FieldTurf playing sites under review

KEARNY –

The Kearny High Kardinals football team plays its home games on it.

In Lyndhurst, kids in township recreation programs and scholastic athletes cavort on the same type of surface.

And the Nutley High Raiders compete on the same kind of carpet.

The material is supplied by a Montreal-based company, FieldTurf, which, according to a Star-Ledger series last year, sold allegedly defective artificial playing surfaces to New Jersey schools and municipalities and, in some cases, allegedly refused to replace those surfaces in breach of warranty agreements.

In its defense, FieldTurf denies that its New Jersey fields were defective, that the majority of those fields which relied on a Duraspine fiber are still in use, a decade after they were installed, and that it went to court to go with a new fiber supplier after it became aware that Duraspine “was prone to premature fiber breakdown in certain high UV conditions and in certain fiber colors.”

The company also disputed the validity of fiber-testing results cited by the Star-Ledger story.

Nonetheless, a national class action lawsuit filed last month on behalf of Carteret alleges that FieldTurf violated the state Consumer Fraud Act by selling the borough six sub-standard fields for nearly $4 million between 2006 and 2010 and then allegedly refusing them before warranties expired.

Newark filed a similar lawsuit against the company.

In Kearny, Mark Bruscino, operations director for the Kearny Board of Education, said that FieldTurf was the company that installed the KHS football field “10 or 12” years ago.

Neither Bruscino nor John Millar, newly-retired KHS athletic director, was aware of any deficiencies associated with the field and Millar added that he was unaware of any complaints from players.

But, because of the wear and tear sustained by the field over the past decade or so, Bruscino said, “We’re going to have to replace it,” at a cost he projected at between $500,000 and $700,000.

“We’ve had great use” of the field, Millar said, not only for scholastic football, track and field, soccer and physical education classes, but also for summer recreation leagues. “Our fellows have done a great job maintaining it [and] we’ve certainly gotten our money’s worth. At this point, the surface needs to be replaced and the Board of Education is moving forward to having it replaced in the near future.”

Kearny’s Harvey Field and Franklin School Field were also FieldTurf projects.

Last year, Veteran’s Memorial Field on Belgrove Drive was resurfaced with Shaw Powerblade 2.0 and the Branin Memorial (former Futsol) soccer facility on Passaic Ave. was re-done with Matrix Turf, according to Mayor Alberto Santos.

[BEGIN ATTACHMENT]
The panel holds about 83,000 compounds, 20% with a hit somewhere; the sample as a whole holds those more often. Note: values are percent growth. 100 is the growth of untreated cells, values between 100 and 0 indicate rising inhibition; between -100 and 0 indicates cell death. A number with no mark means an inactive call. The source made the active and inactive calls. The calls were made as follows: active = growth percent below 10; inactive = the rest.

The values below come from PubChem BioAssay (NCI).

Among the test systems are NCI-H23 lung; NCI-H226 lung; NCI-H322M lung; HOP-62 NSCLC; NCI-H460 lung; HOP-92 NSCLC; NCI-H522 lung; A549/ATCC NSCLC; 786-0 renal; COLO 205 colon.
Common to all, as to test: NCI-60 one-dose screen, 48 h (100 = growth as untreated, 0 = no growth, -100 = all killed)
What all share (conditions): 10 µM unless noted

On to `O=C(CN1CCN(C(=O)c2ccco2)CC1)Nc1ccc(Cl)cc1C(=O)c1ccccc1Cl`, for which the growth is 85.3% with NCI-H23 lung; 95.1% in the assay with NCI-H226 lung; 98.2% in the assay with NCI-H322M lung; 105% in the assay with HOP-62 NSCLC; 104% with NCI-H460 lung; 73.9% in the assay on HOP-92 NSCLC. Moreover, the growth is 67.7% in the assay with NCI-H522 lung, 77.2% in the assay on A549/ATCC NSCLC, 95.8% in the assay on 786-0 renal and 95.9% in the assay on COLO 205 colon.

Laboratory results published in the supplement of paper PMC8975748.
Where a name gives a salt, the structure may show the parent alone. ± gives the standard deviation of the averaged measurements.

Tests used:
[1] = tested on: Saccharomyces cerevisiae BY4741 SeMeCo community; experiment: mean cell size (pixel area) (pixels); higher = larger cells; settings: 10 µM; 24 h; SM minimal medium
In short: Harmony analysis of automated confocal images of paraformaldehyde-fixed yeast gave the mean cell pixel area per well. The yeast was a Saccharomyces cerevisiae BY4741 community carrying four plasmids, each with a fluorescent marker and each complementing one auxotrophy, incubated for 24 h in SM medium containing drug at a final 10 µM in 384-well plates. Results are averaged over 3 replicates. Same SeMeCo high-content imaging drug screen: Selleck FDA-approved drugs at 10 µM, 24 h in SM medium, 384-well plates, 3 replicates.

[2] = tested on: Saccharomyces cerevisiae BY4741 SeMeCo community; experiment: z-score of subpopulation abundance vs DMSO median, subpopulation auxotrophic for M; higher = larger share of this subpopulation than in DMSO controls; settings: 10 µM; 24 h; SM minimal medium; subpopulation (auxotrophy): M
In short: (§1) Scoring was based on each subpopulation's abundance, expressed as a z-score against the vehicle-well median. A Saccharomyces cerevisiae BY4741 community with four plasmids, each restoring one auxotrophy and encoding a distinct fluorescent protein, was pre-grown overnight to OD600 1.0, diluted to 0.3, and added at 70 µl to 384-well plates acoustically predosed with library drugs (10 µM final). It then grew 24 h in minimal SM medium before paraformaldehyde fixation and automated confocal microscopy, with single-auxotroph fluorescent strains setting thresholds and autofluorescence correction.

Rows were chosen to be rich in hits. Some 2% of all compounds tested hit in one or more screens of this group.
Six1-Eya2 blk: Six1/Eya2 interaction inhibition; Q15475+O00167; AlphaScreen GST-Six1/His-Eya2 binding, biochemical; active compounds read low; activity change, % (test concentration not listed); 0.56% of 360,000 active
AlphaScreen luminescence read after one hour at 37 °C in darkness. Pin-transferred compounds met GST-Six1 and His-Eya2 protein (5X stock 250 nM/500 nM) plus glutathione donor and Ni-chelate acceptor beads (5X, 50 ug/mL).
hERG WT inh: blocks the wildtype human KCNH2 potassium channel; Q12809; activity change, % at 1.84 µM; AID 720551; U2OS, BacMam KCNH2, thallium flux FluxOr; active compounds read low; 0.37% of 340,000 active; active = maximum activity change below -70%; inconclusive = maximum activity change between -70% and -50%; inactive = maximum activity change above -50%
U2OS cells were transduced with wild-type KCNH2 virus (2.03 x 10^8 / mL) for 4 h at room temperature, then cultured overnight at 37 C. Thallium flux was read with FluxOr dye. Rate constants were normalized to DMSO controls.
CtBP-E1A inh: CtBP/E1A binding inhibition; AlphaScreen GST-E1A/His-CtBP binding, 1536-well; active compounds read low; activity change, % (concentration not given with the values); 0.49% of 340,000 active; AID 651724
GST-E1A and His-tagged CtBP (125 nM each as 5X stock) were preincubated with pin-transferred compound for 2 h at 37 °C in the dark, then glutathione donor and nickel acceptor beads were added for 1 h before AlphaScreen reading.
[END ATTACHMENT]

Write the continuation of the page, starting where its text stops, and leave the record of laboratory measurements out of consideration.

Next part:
Lyndhurst Parks & Recreation Commissioner Tom DiMaggio reported that “all our fields” – the municipal soccer, baseball and girls’ softball playing surfaces at the foot of Valley Brook Road and the high school field, which was resurfaced in 2010 – were installed by FieldTurf.

“I’ve been reading some stories about some [FieldTurf] fields deteriorating quicker than anticipated,” the commissioner said, but when asked whether that was the case in Lyndhurst, he said, “It’s too early to tell.”

“I’m going to have to sit with the other commissioners and discuss this,” DiMaggio said. “We’ll also see if other towns have been impacted.”

In Nutley, Board of Education President Charles Kucinski confirmed that the high school stadium has the synthetic surface supplied by FieldTurf but, to his knowledge, “we’ve not run into any problems with it.”

If they do, “the warranty is still good,” he added.

And, ultimately, for self-protection, Kucinski said, the board may elect to join in the class action suit with other communities.

In Harrison, Board of Education personnel director James Doran said there’s no indication, based on available data, that the high school field is of FieldTurf extraction.

Nor is the artificial surface laid down at the “Courts” for soccer from that company, he said.

Doran said he’s been led to believe that the state School Development Authority “is not using [FieldTurf] in northern New Jersey that much” due to safety concerns about possible “brittleness” of the surface and health issues stemming from the “rubber pellets that underlie the turf.”

Belleville High School stadium’s surface was done over by FieldTurf, courtesy of the township. Tom Egan, state monitor for the Board of Education, said that when the artificial turf was installed, it “had a 10-year warranty and that warranty is still good.” Egan said that he’s been told that the township is “hiring professionals to evaluate” the field and that any problems that may arise should be made good by the insurance companies hired when the bid bonds were issued. Township Manager Mauro Tucci could not be reached for further enlightenment.

In North Arlington, Board of Education President George McDermott was researching the circumstances related to the 2014 resurfacing of Rip Collins field financed by passage of a referendum.

Bloomfield’s Foley Field, home to the BHS Bengals, was converted to artificial turf a few years ago – thanks also to a successful referendum but FieldTurf was not deployed in the process, according to BOE operations director Wayne Casper.

Ron Leir | Observer Correspondent

Ron Leir has been a newspaperman since the late ’60s, starting his career with The Jersey Journal, having served as a summer reporter during college. He became a full-time scribe in February 1972, working mostly as a general assignment reporter in all areas except sports, including a 3-year stint as an assistant editor for entertainment, features, religion, etc. He retired from the JJ in May 2009 and came to The Observer shortly thereafter. He is also a part-time actor, mostly on stage, having worked most recently with the Kearny-based W.H.A.T. Co. and plays Sunday softball in Central Park, N.Y.